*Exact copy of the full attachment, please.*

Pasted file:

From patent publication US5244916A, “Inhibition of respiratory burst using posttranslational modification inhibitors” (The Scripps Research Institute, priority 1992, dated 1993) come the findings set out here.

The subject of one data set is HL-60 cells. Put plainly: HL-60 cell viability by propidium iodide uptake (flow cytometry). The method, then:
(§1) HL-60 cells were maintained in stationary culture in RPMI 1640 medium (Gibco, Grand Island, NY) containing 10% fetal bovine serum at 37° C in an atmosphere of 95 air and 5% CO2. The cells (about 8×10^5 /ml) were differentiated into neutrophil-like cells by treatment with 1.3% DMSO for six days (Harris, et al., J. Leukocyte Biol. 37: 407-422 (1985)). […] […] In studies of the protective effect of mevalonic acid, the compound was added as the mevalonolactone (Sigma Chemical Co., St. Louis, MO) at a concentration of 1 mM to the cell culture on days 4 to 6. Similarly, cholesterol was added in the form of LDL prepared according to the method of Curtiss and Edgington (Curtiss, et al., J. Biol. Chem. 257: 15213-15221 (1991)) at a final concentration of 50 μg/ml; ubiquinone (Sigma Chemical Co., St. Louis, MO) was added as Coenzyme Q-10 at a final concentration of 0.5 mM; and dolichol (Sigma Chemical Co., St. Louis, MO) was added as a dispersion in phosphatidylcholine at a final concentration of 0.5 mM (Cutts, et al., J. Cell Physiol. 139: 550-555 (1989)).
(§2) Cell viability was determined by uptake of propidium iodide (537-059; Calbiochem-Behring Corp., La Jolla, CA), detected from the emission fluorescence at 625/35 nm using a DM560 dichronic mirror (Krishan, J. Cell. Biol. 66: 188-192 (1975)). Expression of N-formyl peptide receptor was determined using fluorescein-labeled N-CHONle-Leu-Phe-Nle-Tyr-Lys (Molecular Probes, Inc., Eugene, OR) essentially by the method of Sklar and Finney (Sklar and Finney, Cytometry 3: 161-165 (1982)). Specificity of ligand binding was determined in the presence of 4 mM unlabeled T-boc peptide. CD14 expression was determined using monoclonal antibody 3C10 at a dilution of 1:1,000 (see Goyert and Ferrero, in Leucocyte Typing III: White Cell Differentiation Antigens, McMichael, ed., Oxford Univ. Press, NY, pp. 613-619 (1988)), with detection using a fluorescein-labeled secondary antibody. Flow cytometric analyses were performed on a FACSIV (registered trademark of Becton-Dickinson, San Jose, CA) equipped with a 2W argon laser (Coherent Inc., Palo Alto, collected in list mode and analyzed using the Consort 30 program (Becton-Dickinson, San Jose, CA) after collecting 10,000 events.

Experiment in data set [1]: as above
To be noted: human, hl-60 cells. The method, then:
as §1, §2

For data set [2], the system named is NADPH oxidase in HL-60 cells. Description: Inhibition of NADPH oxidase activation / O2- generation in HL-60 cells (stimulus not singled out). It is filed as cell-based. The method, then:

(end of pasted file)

From patent publication US5244916A, “Inhibition of respiratory burst using posttranslational modification inhibitors” (The Scripps Research Institute, priority 1992, dated 1993) come the findings set out here.

The subject of one data set is HL-60 cells. Put plainly: HL-60 cell viability by propidium iodide uptake (flow cytometry). The method, then:
(§1) HL-60 cells were maintained in stationary culture in RPMI 1640 medium (Gibco, Grand Island, NY) containing 10% fetal bovine serum at 37° C in an atmosphere of 95 air and 5% CO2. The cells (about 8×10^5 /ml) were differentiated into neutrophil-like cells by treatment with 1.3% DMSO for six days (Harris, et al., J. Leukocyte Biol. 37: 407-422 (1985)). […] […] In studies of the protective effect of mevalonic acid, the compound was added as the mevalonolactone (Sigma Chemical Co., St. Louis, MO) at a concentration of 1 mM to the cell culture on days 4 to 6. Similarly, cholesterol was added in the form of LDL prepared according to the method of Curtiss and Edgington (Curtiss, et al., J. Biol. Chem. 257: 15213-15221 (1991)) at a final concentration of 50 μg/ml; ubiquinone (Sigma Chemical Co., St. Louis, MO) was added as Coenzyme Q-10 at a final concentration of 0.5 mM; and dolichol (Sigma Chemical Co., St. Louis, MO) was added as a dispersion in phosphatidylcholine at a final concentration of 0.5 mM (Cutts, et al., J. Cell Physiol. 139: 550-555 (1989)).
(§2) Cell viability was determined by uptake of propidium iodide (537-059; Calbiochem-Behring Corp., La Jolla, CA), detected from the emission fluorescence at 625/35 nm using a DM560 dichronic mirror (Krishan, J. Cell. Biol. 66: 188-192 (1975)). Expression of N-formyl peptide receptor was determined using fluorescein-labeled N-CHONle-Leu-Phe-Nle-Tyr-Lys (Molecular Probes, Inc., Eugene, OR) essentially by the method of Sklar and Finney (Sklar and Finney, Cytometry 3: 161-165 (1982)). Specificity of ligand binding was determined in the presence of 4 mM unlabeled T-boc peptide. CD14 expression was determined using monoclonal antibody 3C10 at a dilution of 1:1,000 (see Goyert and Ferrero, in Leucocyte Typing III: White Cell Differentiation Antigens, McMichael, ed., Oxford Univ. Press, NY, pp. 613-619 (1988)), with detection using a fluorescein-labeled secondary antibody. Flow cytometric analyses were performed on a FACSIV (registered trademark of Becton-Dickinson, San Jose, CA) equipped with a 2W argon laser (Coherent Inc., Palo Alto, collected in list mode and analyzed using the Consort 30 program (Becton-Dickinson, San Jose, CA) after collecting 10,000 events.

Experiment in data set [1]: as above
To be noted: human, hl-60 cells. The method, then:
as §1, §2

For data set [2], the system named is NADPH oxidase in HL-60 cells. Description: Inhibition of NADPH oxidase activation / O2- generation in HL-60 cells (stimulus not singled out). It is filed as cell-based. The method, then: